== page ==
The Bolivian Amphibian Initiative was established in 2010 in Cochabamba, Bolivia, by Arturo Muñoz Saravia, and it focuses primarily on poorly-known aquatic frogs of the genus Telmatobius, mainly with the Critically Endangered Titicaca Water Frog Telmatobius culeus and the Vulnerable Water Frog Telmatobius hintoni.
In 2010, Telmatobius hintoni tadpoles were collected from the wild, and although early reproductive efforts were not successful, in 2012 the species was bred successfully for the first time in captivity. Later in 2012, pairs of Titicaca Water Frogs were established, with amplexus being observed soon after, followed by over 300 eggs being laid. Unfortunately only about a third of these eggs hatched.
The Bolivian Amphibian Initiative is also carrying out field work in Lake Titicaca to study the Titicaca Water Frog, and they have found some populations in the lake that are still in good condition, but in some areas almost 80% of the population was dead and other individuals are in very bad conditions and looking very sick.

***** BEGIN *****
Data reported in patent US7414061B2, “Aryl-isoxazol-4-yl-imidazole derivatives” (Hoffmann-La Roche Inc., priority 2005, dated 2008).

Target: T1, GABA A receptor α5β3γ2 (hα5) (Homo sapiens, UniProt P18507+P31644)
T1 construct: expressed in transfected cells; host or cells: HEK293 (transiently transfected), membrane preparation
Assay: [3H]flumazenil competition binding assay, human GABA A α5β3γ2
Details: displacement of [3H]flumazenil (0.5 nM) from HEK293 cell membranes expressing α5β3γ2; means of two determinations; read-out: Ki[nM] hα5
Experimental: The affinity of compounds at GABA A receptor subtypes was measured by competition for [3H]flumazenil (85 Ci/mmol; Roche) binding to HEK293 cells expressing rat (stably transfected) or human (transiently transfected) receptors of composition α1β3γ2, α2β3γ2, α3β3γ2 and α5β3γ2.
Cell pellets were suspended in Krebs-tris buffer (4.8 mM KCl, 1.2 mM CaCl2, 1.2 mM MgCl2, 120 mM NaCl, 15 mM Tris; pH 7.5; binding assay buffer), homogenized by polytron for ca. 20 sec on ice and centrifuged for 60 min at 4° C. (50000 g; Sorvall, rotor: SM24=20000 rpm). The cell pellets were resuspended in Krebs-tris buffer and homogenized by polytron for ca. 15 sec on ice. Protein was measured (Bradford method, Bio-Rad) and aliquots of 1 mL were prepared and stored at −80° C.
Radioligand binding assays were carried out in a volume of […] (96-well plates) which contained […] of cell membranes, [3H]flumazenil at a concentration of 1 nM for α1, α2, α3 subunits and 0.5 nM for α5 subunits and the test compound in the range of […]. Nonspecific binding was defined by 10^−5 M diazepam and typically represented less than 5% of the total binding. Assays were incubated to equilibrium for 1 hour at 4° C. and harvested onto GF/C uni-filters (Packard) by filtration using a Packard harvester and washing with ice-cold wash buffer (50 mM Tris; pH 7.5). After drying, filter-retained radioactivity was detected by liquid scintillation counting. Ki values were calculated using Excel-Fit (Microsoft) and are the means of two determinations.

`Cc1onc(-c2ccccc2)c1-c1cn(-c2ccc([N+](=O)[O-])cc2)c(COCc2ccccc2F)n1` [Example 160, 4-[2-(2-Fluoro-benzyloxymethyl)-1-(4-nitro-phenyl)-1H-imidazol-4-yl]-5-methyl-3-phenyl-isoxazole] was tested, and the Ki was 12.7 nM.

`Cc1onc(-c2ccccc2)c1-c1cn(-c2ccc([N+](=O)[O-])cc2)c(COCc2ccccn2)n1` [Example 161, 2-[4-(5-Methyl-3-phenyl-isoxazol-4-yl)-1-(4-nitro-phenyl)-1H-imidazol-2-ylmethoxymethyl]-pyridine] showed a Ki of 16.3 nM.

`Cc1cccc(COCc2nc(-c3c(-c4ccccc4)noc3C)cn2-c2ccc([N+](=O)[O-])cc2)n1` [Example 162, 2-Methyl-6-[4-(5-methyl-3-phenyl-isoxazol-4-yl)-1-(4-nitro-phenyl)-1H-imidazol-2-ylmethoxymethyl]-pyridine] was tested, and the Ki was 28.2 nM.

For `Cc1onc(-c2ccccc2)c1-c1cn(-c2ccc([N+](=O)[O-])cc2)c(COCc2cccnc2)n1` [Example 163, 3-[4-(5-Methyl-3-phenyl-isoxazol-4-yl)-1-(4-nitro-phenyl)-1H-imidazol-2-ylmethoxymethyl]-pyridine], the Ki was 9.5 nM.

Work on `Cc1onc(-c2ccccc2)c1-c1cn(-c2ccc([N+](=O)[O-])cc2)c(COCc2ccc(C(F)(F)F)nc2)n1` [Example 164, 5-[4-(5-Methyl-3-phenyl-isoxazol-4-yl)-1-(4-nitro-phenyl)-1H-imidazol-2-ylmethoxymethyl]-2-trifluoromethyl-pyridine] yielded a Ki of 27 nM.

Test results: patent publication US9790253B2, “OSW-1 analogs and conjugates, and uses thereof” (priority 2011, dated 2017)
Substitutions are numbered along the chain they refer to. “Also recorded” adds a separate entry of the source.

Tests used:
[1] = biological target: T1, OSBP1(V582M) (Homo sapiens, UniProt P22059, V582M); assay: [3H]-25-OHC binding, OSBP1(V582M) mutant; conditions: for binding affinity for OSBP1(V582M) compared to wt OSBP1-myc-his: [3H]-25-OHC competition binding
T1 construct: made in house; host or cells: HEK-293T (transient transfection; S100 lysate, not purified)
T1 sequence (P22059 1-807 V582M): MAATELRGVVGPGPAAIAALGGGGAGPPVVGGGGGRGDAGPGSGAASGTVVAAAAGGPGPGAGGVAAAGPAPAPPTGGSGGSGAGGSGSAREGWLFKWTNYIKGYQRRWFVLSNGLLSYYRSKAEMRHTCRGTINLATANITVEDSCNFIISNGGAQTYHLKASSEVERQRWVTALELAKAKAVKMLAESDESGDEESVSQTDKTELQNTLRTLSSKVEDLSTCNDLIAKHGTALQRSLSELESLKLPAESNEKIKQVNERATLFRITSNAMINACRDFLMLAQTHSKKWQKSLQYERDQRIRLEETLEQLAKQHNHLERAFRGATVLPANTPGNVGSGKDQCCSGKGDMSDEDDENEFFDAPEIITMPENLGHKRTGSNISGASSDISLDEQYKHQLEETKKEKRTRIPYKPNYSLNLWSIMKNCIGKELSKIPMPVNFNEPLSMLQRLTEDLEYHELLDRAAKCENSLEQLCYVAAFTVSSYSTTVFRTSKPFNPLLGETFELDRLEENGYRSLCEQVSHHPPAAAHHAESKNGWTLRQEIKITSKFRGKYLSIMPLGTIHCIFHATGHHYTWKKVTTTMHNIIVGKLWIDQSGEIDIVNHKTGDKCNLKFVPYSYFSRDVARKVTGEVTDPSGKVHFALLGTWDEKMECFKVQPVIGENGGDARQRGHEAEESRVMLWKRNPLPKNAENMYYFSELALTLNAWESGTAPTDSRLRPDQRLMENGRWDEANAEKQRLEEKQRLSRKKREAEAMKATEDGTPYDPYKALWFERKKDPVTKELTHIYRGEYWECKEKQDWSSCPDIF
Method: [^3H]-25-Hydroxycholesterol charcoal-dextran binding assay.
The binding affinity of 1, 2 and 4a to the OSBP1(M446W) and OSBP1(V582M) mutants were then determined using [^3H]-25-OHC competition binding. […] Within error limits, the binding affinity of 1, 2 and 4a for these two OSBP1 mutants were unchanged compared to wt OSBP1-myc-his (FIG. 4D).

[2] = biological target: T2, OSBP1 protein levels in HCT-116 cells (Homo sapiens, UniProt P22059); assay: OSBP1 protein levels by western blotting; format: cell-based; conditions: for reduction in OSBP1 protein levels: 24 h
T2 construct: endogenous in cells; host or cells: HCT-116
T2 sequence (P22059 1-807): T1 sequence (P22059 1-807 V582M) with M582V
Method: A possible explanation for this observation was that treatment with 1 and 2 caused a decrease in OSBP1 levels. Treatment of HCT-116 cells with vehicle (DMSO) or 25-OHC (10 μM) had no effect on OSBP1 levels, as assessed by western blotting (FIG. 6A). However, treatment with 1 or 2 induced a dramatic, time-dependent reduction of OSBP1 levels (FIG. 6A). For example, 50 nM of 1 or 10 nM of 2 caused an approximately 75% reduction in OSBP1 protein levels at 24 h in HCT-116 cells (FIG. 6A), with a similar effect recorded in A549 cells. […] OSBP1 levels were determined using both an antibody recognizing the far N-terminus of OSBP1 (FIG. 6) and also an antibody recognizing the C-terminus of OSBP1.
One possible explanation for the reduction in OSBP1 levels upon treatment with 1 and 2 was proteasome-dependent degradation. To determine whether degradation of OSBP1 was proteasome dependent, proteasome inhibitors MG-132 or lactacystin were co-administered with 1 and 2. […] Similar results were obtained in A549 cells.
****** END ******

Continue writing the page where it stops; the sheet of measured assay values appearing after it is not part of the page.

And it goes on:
Activities at the Bolivian Amphibian Initiative include:
- Husbandry research of poorly-known aquatic frogs
- Captive breeding of threatened Telmatobius frogs
- Amphibian husbandry training for Bolivian students and conservationists
- Field surveys and research in Lake Titicaca and other areas of Bolivia
- Education programs designed for local communities, schools and staff working in protected areas.